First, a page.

TORONTO -- Ontario teachers and education workers are planning a second mass demonstration at the legislature this week.

Secondary teachers represented by the Ontario English Catholic Teachers' Association and Toronto members of the Ontario Secondary School Teachers' Federation plan to congregate at the legislature on Thursday, as the Catholic teachers hold a provincewide strike and high school teachers engage in a rotating strike.

The teachers have told legislative security they are expecting about 15,000 people -- which would be about half the expected crowd at a legislature protest last month, when elementary teachers were also involved.

The Elementary Teachers' Federation of Ontario is not engaging in any strikes this week, but the union has said if contract deals aren't reached by Friday, they will begin a new phase of strikes effective Monday.

The secondary school teachers federation has not bargained with the government since Dec. 16, but has been involved in informal, exploratory talks since Sunday.

Issues in this contentious round of education bargaining include increased class sizes, mandatory e-learning, seniority-based hiring rules and compensation.

The Progressive Conservatives announced last March they would increase average high school class sizes from 22 to 28 -- which would lead to thousands of fewer teachers in the system -- and require students to take four e-learning courses to graduate.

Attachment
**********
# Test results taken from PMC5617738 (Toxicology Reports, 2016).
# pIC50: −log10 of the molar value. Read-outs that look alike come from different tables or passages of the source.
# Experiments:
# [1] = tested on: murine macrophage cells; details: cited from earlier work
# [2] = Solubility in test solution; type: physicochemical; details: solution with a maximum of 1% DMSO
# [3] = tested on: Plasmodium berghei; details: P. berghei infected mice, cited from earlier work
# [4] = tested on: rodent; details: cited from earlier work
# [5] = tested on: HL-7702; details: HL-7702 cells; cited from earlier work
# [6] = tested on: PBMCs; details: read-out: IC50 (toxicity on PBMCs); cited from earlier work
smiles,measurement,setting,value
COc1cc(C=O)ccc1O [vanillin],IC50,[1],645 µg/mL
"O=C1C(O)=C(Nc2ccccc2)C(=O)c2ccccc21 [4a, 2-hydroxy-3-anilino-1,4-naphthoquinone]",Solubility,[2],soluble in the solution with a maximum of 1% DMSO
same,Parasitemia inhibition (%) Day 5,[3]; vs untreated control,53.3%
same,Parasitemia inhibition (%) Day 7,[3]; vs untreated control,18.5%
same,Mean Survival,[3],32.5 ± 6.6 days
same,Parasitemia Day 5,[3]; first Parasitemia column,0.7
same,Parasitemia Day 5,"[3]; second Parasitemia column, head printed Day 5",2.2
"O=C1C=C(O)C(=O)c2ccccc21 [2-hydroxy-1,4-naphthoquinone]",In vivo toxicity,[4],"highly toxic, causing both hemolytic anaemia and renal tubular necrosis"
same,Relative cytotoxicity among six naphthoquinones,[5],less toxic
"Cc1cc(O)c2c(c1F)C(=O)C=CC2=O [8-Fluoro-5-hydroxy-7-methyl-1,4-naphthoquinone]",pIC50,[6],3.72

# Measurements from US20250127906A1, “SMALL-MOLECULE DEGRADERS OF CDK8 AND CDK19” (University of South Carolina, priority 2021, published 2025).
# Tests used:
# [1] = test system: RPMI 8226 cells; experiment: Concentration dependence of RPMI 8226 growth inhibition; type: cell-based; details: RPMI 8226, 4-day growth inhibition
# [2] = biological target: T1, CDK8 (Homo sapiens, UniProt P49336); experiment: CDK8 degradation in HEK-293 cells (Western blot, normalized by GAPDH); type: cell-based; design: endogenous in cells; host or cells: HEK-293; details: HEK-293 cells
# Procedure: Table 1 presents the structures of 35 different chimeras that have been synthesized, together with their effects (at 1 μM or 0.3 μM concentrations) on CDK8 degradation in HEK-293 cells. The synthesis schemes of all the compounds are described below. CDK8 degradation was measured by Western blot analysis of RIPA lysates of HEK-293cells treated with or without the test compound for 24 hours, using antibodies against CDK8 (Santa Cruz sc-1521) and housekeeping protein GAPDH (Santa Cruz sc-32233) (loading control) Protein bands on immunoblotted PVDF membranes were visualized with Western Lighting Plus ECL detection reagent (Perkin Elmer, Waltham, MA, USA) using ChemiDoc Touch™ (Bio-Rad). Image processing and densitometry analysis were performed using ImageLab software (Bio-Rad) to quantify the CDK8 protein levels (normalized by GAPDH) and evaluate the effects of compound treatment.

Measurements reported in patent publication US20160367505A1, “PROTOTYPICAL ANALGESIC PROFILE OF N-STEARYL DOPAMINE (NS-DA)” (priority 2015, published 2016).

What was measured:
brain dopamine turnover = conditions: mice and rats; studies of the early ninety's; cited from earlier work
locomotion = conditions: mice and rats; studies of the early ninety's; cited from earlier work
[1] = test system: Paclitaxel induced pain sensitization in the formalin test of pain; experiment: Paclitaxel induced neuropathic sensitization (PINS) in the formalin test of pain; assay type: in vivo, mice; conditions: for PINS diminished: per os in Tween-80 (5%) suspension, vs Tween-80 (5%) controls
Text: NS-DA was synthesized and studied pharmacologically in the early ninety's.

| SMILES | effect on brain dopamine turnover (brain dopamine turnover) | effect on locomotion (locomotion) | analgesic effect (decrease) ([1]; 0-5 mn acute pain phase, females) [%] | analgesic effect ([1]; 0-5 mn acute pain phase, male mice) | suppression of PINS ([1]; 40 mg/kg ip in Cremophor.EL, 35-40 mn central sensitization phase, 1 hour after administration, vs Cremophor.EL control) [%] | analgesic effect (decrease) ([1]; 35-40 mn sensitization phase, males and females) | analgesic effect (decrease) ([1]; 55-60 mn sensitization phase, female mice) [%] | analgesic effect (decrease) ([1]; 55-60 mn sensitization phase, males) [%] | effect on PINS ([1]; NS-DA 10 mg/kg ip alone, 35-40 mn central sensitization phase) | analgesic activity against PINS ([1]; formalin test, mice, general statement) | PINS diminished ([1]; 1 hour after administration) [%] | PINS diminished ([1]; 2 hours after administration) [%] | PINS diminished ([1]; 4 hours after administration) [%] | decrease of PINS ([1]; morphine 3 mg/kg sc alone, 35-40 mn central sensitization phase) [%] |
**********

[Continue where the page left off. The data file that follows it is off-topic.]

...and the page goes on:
The government has partly backed off on both issues, offering instead to increase average high school class sizes to 25 and require two online learning courses, but the unions say the concessions don't go far enough.

Elementary teachers say their key issues include guaranteeing the future of full-day kindergarten, securing more funding to hire special education teachers, and maintaining seniority hiring rules.

All the unions are also asking for around two per cent in annual salary increases, but the Ontario government has passed legislation capping raises for public sector workers at one per cent for three years.

Education Minister Stephen Lecce has said increases to salary and benefits are among the biggest sticking points in negotiations. During the most recent day of talks with the Catholic teachers, he has said they are asking for more benefits.

This report by The Canadian Press was first published on March 3, 2020.